Tom Kha Gai Soup and Ginger Coconut Rice
Tom Kha Gai soup is far and away my favorite appetizery dish to order in a Thai restaurant (often as an entrée).
I like it better than Tom Yum soup because of the richness of the coconut milk. And I like it better than other milky soups because the coconut milk is not too creamy or overpowering; it is perfectly balanced by the sour hints of lemon grass and lime leaves, and the zing of chilies.
The first time I ever made Tom Kha Gai* at home, I pulled the recipe out of a Thai cookbook, and was remarkably happy with the results. So I’ve been sticking to that recipe– with only a few little tweaks– ever since. This time, I was flipping through that same cookbook marveling at how I should really try out more of its recipes,** when I stumbled across one for “Ginger-Infused Toasted Coconut Jasmine Rice,” and thought, “I want to make that… right now!” (Good thing I always keep dried shredded coconut and fresh ginger in the house!)
The rice was simple and tasty, with the very subtly sweet and nutty flavor of toasted coconut. And since I think the best way to eat Tom Kha soup is to dip spoonfuls of jasmine rice into it, one at a time, the ginger coconut rice was the perfect accompaniment for it.***
Spicy, sour comfort food to warm your kitchen on a wintery evening.
* Tom Kha Gai soup is made with chicken (that’s the gai, or kai), but you can also make Tom Kha Goong with prawns, or make Tom Kha with tofu; see my notes in the recipe for modifications.
** Does anyone else essentially use EACH cookbook for only ONE recipe?! Almost the same way that at each restaurant I frequent, I tend to order one specific dish…
*** Although lovely as a side for the soup (and the leftovers were also good as a side for this Vindaloo Chicken!), I think the rice might have stood up even better as a snack on its own with a little touch of garlic.
Ginger Coconut Rice
(Only slightly adapted from the recipe for “Ginger-Infused Toasted Coconut Jasmine Rice” from the book New Thai Cuisine by Nathan Hyam.)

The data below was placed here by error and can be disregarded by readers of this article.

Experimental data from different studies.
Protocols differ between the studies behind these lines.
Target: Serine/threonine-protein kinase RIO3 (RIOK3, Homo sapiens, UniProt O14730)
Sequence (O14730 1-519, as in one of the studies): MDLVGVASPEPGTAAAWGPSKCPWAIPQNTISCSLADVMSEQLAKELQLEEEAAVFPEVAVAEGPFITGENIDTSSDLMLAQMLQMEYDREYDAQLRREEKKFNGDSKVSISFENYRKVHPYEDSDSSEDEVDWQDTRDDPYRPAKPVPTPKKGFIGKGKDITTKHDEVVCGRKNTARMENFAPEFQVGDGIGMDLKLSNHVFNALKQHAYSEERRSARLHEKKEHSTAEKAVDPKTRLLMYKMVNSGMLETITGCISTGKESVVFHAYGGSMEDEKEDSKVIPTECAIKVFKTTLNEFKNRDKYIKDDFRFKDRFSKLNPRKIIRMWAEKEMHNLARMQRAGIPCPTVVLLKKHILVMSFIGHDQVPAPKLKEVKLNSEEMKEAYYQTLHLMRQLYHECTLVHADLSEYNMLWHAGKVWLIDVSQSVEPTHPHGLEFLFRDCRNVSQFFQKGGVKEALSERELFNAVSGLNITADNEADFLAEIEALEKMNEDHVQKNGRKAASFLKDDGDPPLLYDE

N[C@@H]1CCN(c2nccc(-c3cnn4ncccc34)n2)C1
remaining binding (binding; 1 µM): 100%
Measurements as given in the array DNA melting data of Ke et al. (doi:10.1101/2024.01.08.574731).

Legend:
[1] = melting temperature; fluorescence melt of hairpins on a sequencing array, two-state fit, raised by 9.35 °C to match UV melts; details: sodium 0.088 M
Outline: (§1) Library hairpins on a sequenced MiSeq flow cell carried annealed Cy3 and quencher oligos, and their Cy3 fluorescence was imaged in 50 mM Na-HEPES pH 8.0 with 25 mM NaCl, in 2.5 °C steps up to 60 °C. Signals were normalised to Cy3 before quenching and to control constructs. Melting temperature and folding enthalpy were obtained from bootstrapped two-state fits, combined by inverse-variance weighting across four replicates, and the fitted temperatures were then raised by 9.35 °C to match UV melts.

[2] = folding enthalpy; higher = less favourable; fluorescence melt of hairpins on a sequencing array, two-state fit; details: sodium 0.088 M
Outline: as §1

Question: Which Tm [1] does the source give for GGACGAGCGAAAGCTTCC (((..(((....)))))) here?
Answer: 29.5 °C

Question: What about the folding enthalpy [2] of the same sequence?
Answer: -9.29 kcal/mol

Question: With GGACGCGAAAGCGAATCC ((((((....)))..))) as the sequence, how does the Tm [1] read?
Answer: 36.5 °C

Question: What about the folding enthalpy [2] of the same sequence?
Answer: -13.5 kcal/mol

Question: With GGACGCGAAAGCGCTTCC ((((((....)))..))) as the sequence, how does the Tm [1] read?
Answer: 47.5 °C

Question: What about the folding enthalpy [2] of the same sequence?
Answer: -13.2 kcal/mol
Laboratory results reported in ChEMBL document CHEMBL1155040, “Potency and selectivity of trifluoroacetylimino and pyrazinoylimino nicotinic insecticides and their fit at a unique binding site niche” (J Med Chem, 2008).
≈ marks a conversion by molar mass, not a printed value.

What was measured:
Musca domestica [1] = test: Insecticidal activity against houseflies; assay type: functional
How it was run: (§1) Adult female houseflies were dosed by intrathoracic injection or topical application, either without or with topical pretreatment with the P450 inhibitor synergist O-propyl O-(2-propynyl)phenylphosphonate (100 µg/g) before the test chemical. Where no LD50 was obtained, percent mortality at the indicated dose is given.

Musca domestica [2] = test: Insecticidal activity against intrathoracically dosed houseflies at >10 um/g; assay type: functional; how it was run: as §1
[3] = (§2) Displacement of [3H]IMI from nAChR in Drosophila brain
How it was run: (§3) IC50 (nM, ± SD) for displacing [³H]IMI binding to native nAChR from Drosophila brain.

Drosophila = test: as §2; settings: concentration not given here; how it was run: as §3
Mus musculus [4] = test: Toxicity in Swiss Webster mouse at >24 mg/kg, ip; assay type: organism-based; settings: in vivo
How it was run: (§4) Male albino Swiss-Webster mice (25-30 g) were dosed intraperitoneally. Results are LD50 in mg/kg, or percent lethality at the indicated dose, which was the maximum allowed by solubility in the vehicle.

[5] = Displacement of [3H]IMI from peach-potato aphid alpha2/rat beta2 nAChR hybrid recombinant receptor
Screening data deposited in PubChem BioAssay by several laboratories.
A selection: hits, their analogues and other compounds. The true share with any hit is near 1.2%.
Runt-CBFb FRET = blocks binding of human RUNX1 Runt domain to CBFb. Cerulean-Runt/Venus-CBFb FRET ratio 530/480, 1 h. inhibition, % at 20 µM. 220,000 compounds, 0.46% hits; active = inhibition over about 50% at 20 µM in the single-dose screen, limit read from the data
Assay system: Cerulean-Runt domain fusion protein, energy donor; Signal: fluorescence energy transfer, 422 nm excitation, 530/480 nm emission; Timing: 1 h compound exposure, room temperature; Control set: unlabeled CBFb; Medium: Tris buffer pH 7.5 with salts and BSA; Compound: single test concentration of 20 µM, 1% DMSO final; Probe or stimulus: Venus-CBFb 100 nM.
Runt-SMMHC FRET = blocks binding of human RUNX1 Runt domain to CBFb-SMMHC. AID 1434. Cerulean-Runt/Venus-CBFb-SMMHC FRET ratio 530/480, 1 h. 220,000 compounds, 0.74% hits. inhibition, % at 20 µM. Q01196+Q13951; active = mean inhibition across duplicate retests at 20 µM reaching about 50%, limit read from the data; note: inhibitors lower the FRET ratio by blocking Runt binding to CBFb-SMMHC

(Makes 4-6 servings)
~ 1 ½ cups jasmine rice
~ 2 ¼ cups water (or basically any 3:2 ratio of Water:Rice)
~ ½ cup shredded coconut
~ 1 Tbsp. fresh ginger, peeled and roughly chopped
~ pinch of salt
~ 1 clove of garlic, minced
How to Make it:
1. Toast the coconut: Pre-heat the oven to 350 degrees, and spread the coconut out on a cookie sheet. Bake for 4-5 min., or until lightly brown.
2. Place the rice, water, toasted coconut, ginger, and salt in a heavy-bottomed non-stick saucepan, and stir to mix. (I found that this recipe doesn’t need oil or butter because of the coconut.)
3. Bring to a boil, then give it one more stir, replace the lid, and lower the heat all the way down to simmer for 15-17 minutes (until all of the water has been absorbed and the rice is soft).
4. Remove from the heat, keeping the lid on to let the rice continue steaming for an additional 5 minutes (until fluffy). Serve warm.
Tom Kha Gai Soup
(Only slightly adapted from the recipe for “Chicken and Coconut Milk Soup” from the book New Thai Cuisine by Nathan Hyam.)
(Makes about 4 servings)
~ 3 ½ cups coconut milk (2 cans)
~ 3 stalks lemon grass, cut in 2-inch pieces
~ 5 kaffir lime leaves
~ 3-4 slices galanga (dried or fresh; available at most Asian markets)
~ 1 lb. chicken (I use skinless boneless thigh meat), cut in bite-size pieces (or shrimp or tofu)
~ 2 red/orange chilies, diced and optionally de-seeded
~ 8 oz. or about 1 cup mushrooms (sliced button mushrooms, or straw mushrooms)
~ 3 Tbsp. fish sauce (or for a vegetarian version, add salt to taste)
~ 4 Tbsp. fresh lime juice
~ 1 Tbsp. palm or brown sugar
~ 1 green chili, mostly de-seeded and diced
~ ¼ cup fresh cilantro, chopped (to garnish)
How to Make it:
1. In a large stockpot, combine the coconut milk, lemon grass, lime leaves, and galanga. Bring to a boil, then lower the heat and simmer, covered, for about 30 minutes.
2. Add the chicken, chilies (green will make it spicier), mushrooms, fish sauce, lime juice, sugar, and mushrooms. Bring back to a boil, then simmer for about 5 more minutes, or until the chicken is cooked through. (Note: If substituting tofu or shrimp for the chicken, add about a cup of water or vegetable stock to thin out the broth.)
3. Remove the lemon grass, lime leaves, and galanga if you like (they are not for eating). Garnish with fresh chopped cilantro and serve warm. (I like to eat it with a side of jasmine rice, which I can dip into the soup by the spoonful.)